It seems there were plenty of American trucks, jeeps, and other vehicles in postwar France long after the Second World War ended, presumably with French industrial capacity reduced and the USA deciding they were more useful to the French than themselves.
Also I assume they were repainted French light green when enough of that was available?
Many of the French vehicles purchased by Israel were painted in an OD that “tended toward brown.”
We had a guy working for us who was Dutch. He was a truck driver in the Dutch army. Then he drove for the German army. Then he drove for the Dutch again when the Americans came through. He was allocated a brand new GMC, I think it was a GMC, with leather seats. First thing he did was rip out the leather seats. Replaced them with a box. His wife made him a nice leather jacket out of the seats. At wars end his truck wasn’t much more than a shell. He was still working for us in the late 1980’s. Driving trucks. And still wearing the leather jacket.
The Willys MB Jeep was even built here under licence by Hotchkiss as the M201 :
The US did NOT want all those trucks to come back to the US and wreck the truck building industry post-war. They sold or gave away as much as possible. Sweden bought a lot of trucks which were then used by the army, the navy and the airforce. Sometimes in the original form and sometimes rebuilt with new cabs and other additions.
France also used surplus equipment. Many 2½-ton trucks ended up as all-terrain fire trucks when the armed forces were done with them. Sometimes also in civilian use.
Lots of trucks and jeeps were sold as surplus to anyone who wanted to buy. Many of the heavy wreckers, heavy trucks and tank transporters went to civilian heavy haulage. M26’es, both the armoured and the un-armoured cabs, were used to haul heavy loads (power plant equipment).
The armour added to the traction by adding weight …
Many of the trucks were also used by circuses.
Just as a side note. I had a friend who was in the Australian army. He was a laundry man! Yup no medals. But he did get wounded badly in Korea. (Long story for another time). After Korea he became an explosive ‘expert’. No idea of the real title. But he worked on stock piles of old ww2 munitions. Detonated shells etc etc. Lots of it already sweating. Lost a pal because he wore a nylon shirt that caused a spark. As a part of his job back in Australia he also buried lots of ww2 equipment. He told stories of trucks, planes all sorts of stuff going into holes or being blown up with the munitions. A lot of American equipment was also barged out to sea and dumped. Nothing was going back to the USA.
So we would be carrying on a ole family tradition by leaving equipment overseas? Hmm same party/same plan
Lol some things never change !
It has nothing to do with the political party in charge at the time. It is actually cheaper to leave equipment in country at the end of a conflict than it is to bring it home. Shipping costs are very high, and most of it is worn out or at least well worn. Many of the vehicles would need to be extensively repaired before they could clear US customs and Dept of Agricultural inspections before being allowed to ship as well. Also, we usually assume that the side we supported will continue to operate and use the equipment for their army. Unfortunately, that doesn’t always hold true.
We have always done it though.
Jeep graveyard on Okinawa following WWII.
Yeah I know, it was a joke. How bad depends on ones point of view.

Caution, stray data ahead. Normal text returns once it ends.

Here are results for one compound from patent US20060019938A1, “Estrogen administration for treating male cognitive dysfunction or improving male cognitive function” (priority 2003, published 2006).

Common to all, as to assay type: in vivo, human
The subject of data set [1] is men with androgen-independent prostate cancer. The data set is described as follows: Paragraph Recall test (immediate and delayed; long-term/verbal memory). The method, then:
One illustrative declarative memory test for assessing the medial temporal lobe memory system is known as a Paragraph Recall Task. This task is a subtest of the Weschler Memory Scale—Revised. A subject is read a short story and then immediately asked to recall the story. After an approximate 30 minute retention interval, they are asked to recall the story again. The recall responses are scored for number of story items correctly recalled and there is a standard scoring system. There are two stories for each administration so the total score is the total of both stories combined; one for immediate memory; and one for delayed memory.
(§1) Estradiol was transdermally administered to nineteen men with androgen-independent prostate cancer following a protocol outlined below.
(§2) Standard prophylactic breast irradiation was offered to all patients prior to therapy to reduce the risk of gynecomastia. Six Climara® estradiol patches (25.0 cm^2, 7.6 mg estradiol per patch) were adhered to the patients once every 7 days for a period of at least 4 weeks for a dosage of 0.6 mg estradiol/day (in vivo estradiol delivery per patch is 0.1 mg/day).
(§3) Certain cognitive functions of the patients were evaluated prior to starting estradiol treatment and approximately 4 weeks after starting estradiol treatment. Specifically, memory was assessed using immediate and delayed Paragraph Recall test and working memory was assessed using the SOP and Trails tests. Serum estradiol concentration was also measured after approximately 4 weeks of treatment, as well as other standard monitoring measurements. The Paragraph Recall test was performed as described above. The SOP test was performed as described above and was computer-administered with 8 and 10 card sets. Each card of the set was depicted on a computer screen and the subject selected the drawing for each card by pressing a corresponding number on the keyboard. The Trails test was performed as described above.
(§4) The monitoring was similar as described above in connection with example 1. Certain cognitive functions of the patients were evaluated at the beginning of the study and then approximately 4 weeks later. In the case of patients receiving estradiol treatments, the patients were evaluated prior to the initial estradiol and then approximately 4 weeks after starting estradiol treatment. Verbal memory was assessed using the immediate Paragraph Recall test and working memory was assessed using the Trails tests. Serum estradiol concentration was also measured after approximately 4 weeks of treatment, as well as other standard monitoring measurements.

There’s a site dedicated to GMC CCKWs in the Netherlands after the war.
Let’s not forget it took four long years for America to ship all that stuff out in the first place, so would take as much effort to get it all back. There just wasn’t the money or willpower to recover more than a fraction from all across the globe.
Besides, how would we get to see all those cool post-war conversions to inspire our scratch-building? Good thing Uncle Sam let everyone get some…
Equipment this time was left behind and is now in the hands of the ‘enemy’. Did that happen in WW2?
Um, yes, with the Soviet Union.
Long_tom the allies ‘gave’ the Soviets the gear after WW2. Lend lease!
All the surplus equipment helped rebuilt in many circumstances. But a lot of it was simple parked and left behind. There has always been ‘rumours’ in Australia about Spitfire still in their shipping crates hidden away in the bush.
What amazes me are the numbers. Of all the B17’s, Spitfires, Shermans and even Jeeps are now so rare. If only someone had realised what value they would be in 2020.
There’s a museum in northern Australia, Herberton, There you can find many US and British trucks. All unrestored and just as they were when retired.
If all of them had been kept for the future (i.e. for collectors today) they would be a dime a dozen.
How many jeeps can one single collector take care of? If there were more jeeps than all the worlds collectors would be willing to take care of the surplus jeeps would be heading for the smelting furnaces.
The laws of supply and demand …
Robin_Nilsson I was being ‘cynical’. But it does make you think about all the assets that were simply abandoned.
Maybe not in great numbers after WWII, but the Soviets did keep many aircraft that “crash landed” in Soviet territory and subsequently copied them. A great example is the Tu-4, a direct copy of the B29.
It has happened in many other conflicts or with countries who were friendly and then became enemies though. Cuba, Vietnam, Iran, Iraq, etc… In almost all these cases, as will happen now, the equipment was rendered useless in a few month without proper repair parts and maintenance. The only exception is Iran. They were/are able to make their own repair parts and have kept Cobras, F14s and other equipment serviceable up until almost current times.
I would keep a pet Jeep and maintain it in mint condition if they were just handing them out…